Brighter Smiles: It’s Just a Word

Tuesday February 20, 2024

When we ask for a Kleenex® or a Ziploc® we may not necessarily get that brand, but we know we will get a tissue or a sealable plastic bag. It is always interesting to me hearing the different things people say in the dental office that seem to be “standard” among the general population.
For example, most people use the term “Novocain”. Even dentists, including myself, use this term daily to describe the local anesthetic used to anesthetize or “numb” teeth before they are worked on. Novocain® (procaine), apparently still available for purchase, has not been used in dentistry for probably 100 years, but we still use the term because everyone seems to know what we mean. We may say “Novocain” but that is not what we are writing in your medical record.
Another term that is commonly used by patients and those in the dental office is “cleaning”. This term is a poor choice of words to accurately describe the service that a hygienist performs. The problem with this word is that it downplays the actual procedure. “I need to cancel my cleaning appointment. Oh, you don’t have anything for me for 2 months? That’s okay, it’s just a cleaning”, is commonly heard in the dental office.
We say “cleaning” because it’s easier than saying, “We’ll see you Monday, Mary, for your periodontal maintenance and exam which includes a full periodontal exam, scaling and polishing of all surfaces of the teeth, full dental exam, oral cancer screening and an update from the doctor to review this information with you.” If you have, or should have your teeth cleaned every 3-6 months, the word “cleaning” to describe the service being performed is very inaccurate.
The term “crown”, or “cap” as some people use, usually make patients cringe. “I need a crown? I thought I just needed the filling replaced”, is common to hear. Patients tend to think that they are losing their tooth if they need a crown. While this is not the case, what if the dentist said that you need an onlay? Have you heard that term?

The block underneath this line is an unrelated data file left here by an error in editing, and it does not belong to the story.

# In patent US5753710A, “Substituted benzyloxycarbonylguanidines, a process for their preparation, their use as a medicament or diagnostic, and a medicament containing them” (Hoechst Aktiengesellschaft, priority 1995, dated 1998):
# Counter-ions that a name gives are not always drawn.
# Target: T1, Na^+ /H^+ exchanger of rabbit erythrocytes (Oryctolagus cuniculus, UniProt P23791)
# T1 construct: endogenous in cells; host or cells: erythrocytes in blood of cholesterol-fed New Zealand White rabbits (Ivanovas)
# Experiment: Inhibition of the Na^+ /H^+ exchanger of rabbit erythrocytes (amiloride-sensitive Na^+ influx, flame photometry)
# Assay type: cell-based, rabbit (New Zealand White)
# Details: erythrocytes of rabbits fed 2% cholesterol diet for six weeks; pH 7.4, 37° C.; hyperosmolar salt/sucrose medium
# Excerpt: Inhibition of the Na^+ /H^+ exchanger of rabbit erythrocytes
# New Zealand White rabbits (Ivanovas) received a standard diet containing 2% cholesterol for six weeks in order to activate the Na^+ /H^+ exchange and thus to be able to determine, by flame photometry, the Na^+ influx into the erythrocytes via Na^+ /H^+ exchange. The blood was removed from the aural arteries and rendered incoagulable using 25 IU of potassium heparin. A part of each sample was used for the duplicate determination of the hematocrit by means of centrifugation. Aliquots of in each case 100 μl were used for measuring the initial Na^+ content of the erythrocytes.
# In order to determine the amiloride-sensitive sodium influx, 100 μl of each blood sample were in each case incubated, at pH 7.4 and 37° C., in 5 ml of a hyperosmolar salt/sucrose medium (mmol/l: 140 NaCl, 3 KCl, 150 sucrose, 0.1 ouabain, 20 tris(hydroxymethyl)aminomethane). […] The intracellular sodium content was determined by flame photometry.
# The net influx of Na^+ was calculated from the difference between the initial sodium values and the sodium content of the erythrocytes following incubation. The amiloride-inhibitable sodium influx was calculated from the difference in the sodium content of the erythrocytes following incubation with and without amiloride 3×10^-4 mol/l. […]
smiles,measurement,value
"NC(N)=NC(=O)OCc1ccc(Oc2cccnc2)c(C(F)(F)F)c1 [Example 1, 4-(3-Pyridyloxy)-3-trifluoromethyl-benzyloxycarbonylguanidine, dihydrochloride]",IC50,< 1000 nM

I read an article in the paper recently entitled, “Are Crowns Made in a Day Worth the No Wait?” This article describes some of the uses of CAD/CAM (computer-aided-design / computer-aided milling) technology to produce “crowns” for teeth the same day in the dental office. The technology is used in about 10-15% of dental offices.
In the article mentioned above, there was not one mention of the term onlay. An onlay, or partial crown, for lack of a better description, is one of the major advantages of CAD/CAM technology. It often allows the dentist to perform more minimally invasive dentistry for specific teeth.
The primary focus of the article was to point out that these CAD/CAM crowns may not be the best choice for patients or dentists if used on front teeth. The argument is that a dental ceramist in a dental laboratory can make “prettier” teeth than a dentist can in a dental office. While this may be true for some circumstances, the column downplayed some of the major advantages I see with the use of this technology. We say “crown” but it really means, “an indirect, bonded, protective restoration.” A “crown” may cover the whole tooth or just part of the tooth.
The materials we use and the services we perform in the dental office are constantly changing. Let the dentist and dental hygienists use their knowledge, skills and technology to do great things to care for your dental health. Don’t get hung-up on words. Ask questions! Keep an open mind and become an active participant in your dental health.
Dr. St. Clair maintains a private dental practice in Rowley dedicated to health-centered family dentistry. He has a special interest in treating snoring, sleep apnea and TMJ problems. If there are certain topics you would like to see written about or questions you have please email them to him at

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